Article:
What Is the Meaning of "Account Closed by Creditor" on a Credit Report?

Businesswoman cutting up credit card

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Your credit report includes a variety of information about your credit card accounts, including the status of each account. On closed accounts, your credit report may include a comment that indicates who closed the account and may say "account closed by creditor" if the credit card issuer closed your account.

Creditors have different reasons for closing your credit card account. For example, your card issuer may close your account if you become too delinquent on your payments, allow the account to be inactive for a long period, or if the creditor is no longer issuing that card.

Except in the case of delinquency, your credit report won't show the reason that the credit card issuer closed the account, only that it was closed by the creditor.

Will "Account Closed by Creditor" Hurt Your Credit Score?

The remark "account closed by creditor" or a comment that a creditor closed your account doesn’t hurt your credit score. Fortunately, this type of comment isn't picked up by the credit scoring calculation. However, the act of having a credit card closed, whether by you or by the creditor, can hurt your credit score by raising your credit utilization. For example, your credit score could be impacted by a closed credit card if you have a balance on the credit card or if you have high balances on all your other credit cards and this was the only card with significant available credit.

You can minimize the impact to your credit score by paying off the balance on the closed credit card, even if you have to pay it off over a period of time.

If the credit card issuer closed your account because of late payment or serious delinquency, those delinquencies will impact your credit score. These late payments will remain on your credit report for seven years, but they will hurt your credit score less as time passes and as you add positive information to your credit report.

Accounts closed in good standing will remain on your credit report for ten years or whatever timing the credit bureau has set for reporting positive, closed accounts.

Closed Accounts and the Credit Reporting Time Limit

Even though the credit card account is closed, it will remain on your credit report at least for the duration of the credit reporting time limit. If you're still making payments on the balance, the payment history and timeliness of your payments will also be reported.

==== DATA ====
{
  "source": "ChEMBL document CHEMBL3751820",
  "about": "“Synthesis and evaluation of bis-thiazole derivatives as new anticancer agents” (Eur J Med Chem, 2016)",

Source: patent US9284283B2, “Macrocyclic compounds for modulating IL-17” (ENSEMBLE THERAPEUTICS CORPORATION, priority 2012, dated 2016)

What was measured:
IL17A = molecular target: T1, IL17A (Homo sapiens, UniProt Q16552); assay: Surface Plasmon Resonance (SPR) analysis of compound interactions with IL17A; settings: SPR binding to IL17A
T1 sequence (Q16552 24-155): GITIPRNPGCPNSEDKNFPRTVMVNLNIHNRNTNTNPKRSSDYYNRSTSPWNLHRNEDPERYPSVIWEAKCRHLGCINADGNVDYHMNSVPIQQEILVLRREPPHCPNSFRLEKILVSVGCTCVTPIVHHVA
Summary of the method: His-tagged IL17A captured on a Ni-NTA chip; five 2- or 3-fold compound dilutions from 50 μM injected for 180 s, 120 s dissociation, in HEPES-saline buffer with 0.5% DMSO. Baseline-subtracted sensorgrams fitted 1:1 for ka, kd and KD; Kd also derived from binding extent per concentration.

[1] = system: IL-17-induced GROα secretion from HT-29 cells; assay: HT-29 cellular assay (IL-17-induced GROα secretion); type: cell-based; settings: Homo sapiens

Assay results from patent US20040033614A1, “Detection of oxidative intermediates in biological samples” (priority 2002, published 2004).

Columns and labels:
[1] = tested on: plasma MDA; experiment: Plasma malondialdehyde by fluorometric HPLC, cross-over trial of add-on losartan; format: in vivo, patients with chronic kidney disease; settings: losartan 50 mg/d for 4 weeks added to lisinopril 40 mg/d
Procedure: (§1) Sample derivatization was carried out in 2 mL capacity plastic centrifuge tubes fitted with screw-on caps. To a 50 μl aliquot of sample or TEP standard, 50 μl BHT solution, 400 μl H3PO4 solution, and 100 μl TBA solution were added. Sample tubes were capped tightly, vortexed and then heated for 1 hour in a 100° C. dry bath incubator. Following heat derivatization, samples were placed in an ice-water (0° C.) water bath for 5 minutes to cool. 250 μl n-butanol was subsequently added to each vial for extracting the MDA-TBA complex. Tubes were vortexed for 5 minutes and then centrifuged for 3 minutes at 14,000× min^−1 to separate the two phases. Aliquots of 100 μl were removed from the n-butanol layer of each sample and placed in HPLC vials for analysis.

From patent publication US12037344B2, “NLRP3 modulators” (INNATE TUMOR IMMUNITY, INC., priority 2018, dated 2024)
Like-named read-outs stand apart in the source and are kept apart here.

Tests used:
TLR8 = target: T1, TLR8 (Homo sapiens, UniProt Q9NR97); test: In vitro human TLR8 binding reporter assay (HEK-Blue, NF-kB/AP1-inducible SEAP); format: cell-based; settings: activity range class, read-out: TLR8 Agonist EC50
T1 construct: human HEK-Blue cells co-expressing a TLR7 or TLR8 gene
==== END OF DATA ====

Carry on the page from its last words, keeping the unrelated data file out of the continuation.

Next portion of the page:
It's important that you keep making at least the minimum payment on time each month, even after the account is closed, to protect your credit score. Late payments will hurt your credit score just as if the credit card was still open.

If you have an account reported as closed and it's still open, contact your credit card issuer to find out why. If the accounts say the creditor closed it even though you were the one who closed it, you can use the credit report dispute process to have your credit report updated to show that. Remember, it doesn't hurt your credit score either way, whether you or your credit card issuer closed the account.

Frequently Asked Questions (FAQs)

How do I pay a closed credit card account?

You can still make payments on a closed credit card account, you just cannot make purchases with it. To pay off a balance, continue making payments the same way you did before it was closed. You can usually do this online or, if you get a paper bill, via check.

How long can a card be inactive before the account is closed?

How long your card can be inactive will vary, depending on the card issuer, as well as your own account and purchase history. The window of time could be six months, one year, or several years. You can prevent an account from being closed due to inactivity by regularly making small purchases or setting up recurring payments for a bill.

Can I reopen a closed credit card?

If the credit account was closed by the issuer, you will need to call customer service to find out whether it can be reopened. If it was closed for inactivity, you may be able to negotiate to have it reopened by, for example, setting up a recurring charge on the account. If it was closed because of delinquent payments, however, the card issuer may be unwilling to reopen it, even if you pay off the balance.

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